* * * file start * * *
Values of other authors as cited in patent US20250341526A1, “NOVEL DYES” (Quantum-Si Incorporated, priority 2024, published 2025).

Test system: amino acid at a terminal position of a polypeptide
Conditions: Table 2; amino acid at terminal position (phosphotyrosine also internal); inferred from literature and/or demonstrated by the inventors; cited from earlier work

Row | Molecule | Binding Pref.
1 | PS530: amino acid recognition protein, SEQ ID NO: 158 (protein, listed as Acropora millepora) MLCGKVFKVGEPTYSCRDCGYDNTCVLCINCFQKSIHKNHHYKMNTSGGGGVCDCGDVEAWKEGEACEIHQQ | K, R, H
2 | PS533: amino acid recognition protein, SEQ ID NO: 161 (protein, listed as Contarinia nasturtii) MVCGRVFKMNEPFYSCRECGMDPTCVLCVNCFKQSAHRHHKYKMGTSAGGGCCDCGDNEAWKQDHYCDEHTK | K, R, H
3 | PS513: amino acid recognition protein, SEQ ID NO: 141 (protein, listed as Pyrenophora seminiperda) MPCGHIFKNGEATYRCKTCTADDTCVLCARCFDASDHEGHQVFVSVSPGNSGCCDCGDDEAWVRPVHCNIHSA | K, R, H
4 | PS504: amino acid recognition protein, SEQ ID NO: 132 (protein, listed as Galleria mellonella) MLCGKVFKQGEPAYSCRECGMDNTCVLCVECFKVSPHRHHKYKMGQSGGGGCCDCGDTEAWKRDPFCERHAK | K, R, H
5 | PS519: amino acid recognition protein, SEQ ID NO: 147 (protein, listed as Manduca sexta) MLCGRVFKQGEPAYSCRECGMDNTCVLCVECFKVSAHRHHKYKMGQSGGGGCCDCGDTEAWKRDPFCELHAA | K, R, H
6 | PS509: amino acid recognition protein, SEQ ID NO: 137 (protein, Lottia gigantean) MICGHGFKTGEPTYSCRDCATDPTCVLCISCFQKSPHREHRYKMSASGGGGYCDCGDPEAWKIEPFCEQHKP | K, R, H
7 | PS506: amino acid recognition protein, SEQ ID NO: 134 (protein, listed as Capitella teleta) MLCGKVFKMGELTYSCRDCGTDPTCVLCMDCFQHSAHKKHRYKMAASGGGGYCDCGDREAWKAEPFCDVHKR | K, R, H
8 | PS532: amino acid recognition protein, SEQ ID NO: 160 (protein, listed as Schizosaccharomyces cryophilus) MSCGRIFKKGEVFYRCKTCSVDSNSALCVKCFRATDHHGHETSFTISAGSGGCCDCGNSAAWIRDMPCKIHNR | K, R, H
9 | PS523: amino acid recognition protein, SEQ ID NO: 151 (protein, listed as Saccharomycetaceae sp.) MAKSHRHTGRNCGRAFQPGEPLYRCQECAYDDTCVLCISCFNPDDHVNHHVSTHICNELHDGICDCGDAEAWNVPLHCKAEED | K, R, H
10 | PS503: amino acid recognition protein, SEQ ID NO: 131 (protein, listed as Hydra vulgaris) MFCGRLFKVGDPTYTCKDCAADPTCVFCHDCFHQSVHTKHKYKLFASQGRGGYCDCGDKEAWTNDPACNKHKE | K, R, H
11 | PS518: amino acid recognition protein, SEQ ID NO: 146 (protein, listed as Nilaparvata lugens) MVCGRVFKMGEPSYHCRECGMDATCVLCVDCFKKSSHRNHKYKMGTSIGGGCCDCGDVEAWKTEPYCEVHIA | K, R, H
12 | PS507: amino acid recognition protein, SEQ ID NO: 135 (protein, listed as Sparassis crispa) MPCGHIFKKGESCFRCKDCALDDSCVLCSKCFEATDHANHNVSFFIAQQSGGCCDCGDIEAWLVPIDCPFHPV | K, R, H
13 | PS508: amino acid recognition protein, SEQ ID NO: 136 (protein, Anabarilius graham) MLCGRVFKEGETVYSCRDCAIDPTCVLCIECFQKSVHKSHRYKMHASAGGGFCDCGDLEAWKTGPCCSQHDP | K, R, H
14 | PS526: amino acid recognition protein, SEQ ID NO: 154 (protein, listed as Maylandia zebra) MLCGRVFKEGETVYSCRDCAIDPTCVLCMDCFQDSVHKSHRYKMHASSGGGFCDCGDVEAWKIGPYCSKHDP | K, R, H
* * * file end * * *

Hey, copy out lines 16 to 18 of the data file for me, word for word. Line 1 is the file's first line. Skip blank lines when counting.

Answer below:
12 | PS507: amino acid recognition protein, SEQ ID NO: 135 (protein, listed as Sparassis crispa) MPCGHIFKKGESCFRCKDCALDDSCVLCSKCFEATDHANHNVSFFIAQQSGGCCDCGDIEAWLVPIDCPFHPV | K, R, H
13 | PS508: amino acid recognition protein, SEQ ID NO: 136 (protein, Anabarilius graham) MLCGRVFKEGETVYSCRDCAIDPTCVLCIECFQKSVHKSHRYKMHASAGGGFCDCGDLEAWKTGPCCSQHDP | K, R, H
14 | PS526: amino acid recognition protein, SEQ ID NO: 154 (protein, listed as Maylandia zebra) MLCGRVFKEGETVYSCRDCAIDPTCVLCMDCFQDSVHKSHRYKMHASSGGGFCDCGDVEAWKIGPYCSKHDP | K, R, H